Sandy Hook Elementary School. Sandy Hook Elementary School. Photo, Ron Frank/

The attorney for two families of children killed in the December 2012 Sandy Hook Elementary School massacre vowed Tuesday to appeal a Superior Court judge’s ruling that found the city and school board were not negligent in their death.

Donald Papcsy, attorney for the families of victims Jesse Lewis and Noah Pozner, told the Connecticut Law Tribune he believes he has a strong case on appeal, based on exemptions to governmental immunity, and that the case is strong  enough to appeal to the Connecticut Supreme Court. The courts were expected to decide in the next week which would be the venue to hear the case..

Papcsy’s comments follow a 29-page ruling released Tuesday morning, which found the city and school board immune from litigation  related to the 2012 mass shooting that left 20 children and six adults dead.

Families of two victims, 6-year-old students Jesse Lewis and Noah Pozner, filed a wrongful death lawsuit in August 2017, alleging  safety measures were inadequate to prevent gunman Adam Lanza from making his way through the school’s classrooms. It also alleged school officials failed to provide doors that could lock from the inside, and that staff lacked proper training for a lockdown.

The judge’s ruling comes as a lawsuit by 10 of the families to hold gunmakers responsible for the Sandy Hook Elementary School is on hold before the Connecticut Supreme Court, pending the outcome of a bankruptcy filing by firearms manufacturer Remington Outdoor Co. Inc.

Superior Court Judge Robin Wilson focused her decision primarily on governmental immunity, which she found granted the town broad discretion.

“On appeal, the court will have a chance to review what we believe are significant issues with the ruling. We believe either the Supreme Court or Appellate Court will agree with us,” Papcsy said. “Our operative complaint fully laid out the foundation that was necessary to overcome the immunity defense alleged in the defendant’s summary judgment. And there is no question there are genuine issues of material fact—regarding immunity exceptions of imminent harm and identifiable victim—that a jury absolutely should have been able to consider.”

Papcsy said Wilson’s decision ultimately holds that schools “can never be held accountable if they failed to implement protocols intended to keep our children and teachers safe in their public schools.”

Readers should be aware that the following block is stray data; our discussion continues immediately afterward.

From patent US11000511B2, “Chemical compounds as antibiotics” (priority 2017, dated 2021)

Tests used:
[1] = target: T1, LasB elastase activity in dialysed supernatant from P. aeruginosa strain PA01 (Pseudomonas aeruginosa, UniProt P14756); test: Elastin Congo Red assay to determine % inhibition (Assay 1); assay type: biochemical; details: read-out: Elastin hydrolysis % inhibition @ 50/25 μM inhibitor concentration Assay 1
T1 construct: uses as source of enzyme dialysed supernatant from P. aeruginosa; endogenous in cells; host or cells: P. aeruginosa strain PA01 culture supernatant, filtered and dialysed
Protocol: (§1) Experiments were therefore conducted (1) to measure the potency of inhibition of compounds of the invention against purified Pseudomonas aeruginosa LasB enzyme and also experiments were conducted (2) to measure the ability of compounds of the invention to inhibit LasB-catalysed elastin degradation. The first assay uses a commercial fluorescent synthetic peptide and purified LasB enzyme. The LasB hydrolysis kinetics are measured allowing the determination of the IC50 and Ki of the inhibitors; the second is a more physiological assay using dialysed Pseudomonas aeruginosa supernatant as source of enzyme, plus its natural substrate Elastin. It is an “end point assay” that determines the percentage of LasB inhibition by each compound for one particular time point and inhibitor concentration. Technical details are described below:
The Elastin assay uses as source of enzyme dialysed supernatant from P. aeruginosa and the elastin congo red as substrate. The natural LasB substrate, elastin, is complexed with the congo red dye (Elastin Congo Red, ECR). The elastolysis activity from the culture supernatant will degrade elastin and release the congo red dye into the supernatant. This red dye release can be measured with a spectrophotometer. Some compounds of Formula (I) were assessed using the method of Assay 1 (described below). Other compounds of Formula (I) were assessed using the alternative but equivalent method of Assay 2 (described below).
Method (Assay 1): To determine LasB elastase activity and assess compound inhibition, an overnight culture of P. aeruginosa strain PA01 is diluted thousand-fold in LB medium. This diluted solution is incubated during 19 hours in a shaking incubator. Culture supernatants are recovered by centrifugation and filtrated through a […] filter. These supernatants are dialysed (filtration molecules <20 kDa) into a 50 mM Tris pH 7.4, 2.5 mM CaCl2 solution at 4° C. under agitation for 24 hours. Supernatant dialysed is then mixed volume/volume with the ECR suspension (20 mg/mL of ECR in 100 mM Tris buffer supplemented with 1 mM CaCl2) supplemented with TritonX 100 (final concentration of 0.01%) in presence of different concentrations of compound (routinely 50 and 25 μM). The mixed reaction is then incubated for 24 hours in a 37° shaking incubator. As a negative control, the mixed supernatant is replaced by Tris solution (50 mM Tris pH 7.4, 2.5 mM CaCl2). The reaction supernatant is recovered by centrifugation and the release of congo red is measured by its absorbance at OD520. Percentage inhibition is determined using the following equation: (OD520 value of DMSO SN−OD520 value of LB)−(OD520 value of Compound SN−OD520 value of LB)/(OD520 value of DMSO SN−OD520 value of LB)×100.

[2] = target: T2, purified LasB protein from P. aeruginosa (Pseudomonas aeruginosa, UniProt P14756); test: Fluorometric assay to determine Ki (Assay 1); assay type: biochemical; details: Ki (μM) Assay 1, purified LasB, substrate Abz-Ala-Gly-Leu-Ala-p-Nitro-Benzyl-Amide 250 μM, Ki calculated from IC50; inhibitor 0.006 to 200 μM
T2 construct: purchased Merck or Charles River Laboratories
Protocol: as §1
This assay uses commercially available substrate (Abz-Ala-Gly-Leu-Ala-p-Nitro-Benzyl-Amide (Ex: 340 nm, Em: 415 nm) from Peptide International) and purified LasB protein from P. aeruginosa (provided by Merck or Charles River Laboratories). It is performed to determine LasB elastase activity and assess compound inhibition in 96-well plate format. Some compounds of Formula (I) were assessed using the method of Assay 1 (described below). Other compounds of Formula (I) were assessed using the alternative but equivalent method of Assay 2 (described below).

“In this case and in cases like it, there are protocols in place specifically for these incidents,” he said. “But what the defense will say is that they do not have to follow them because they are completely discretionary, and if they are not followed, no one can hold them accountable. The judicial system has, to this point, agreed with that premise. But the parents who lost their children in this horrific event strongly disagree.”

Papcsy said officials never ordered a lockdown at anytime during the shooting.

Sandy Hook had an emergency “code blue” protocol in its guidelines, but the judge noted the language in guidelines are discretionary.

But Papcsy is gearing to challenge that notion.

“It’s common sense that if you are going to have a lockdown procedure that you should provide keys to the teachers so they can lock the doors,” he said. “We were provided with evidence from different sources that this was not the case. Municipalities should not be able to escape accountability by saying that in a lockdown procedure, actually locking the doors is discretionary and not required.”

In her ruling, Wilson said the school district could never have imagined the massacre that took place 5 and a half years ago, before the term “mass killing” became a part of the federal lawmaking lexicon.

“In a situation so extraordinary and unique, so chaotic and violent, it could not have been apparent that their actions or inactions were likely to subject the students and other faculty  to imminent harm,” Wilson wrote.

Attorney Charles Deluca, senior partner at Ryan Ryan Deluca in Stamford, and Monte Frank, a member of Pullman & Comley, represented the city and the Newtown Board of Education.

Frank declined to comment, but Deluca said he “was not surprised” by Wilson’s ruling.

“I thought the court issued a very thoughtfully and well-reasoned decision,” he said. “We are pleased the court agreed with the arguments we put forth on behalf of the town and the Board of Education.”

Michael Marciano contributed to this story.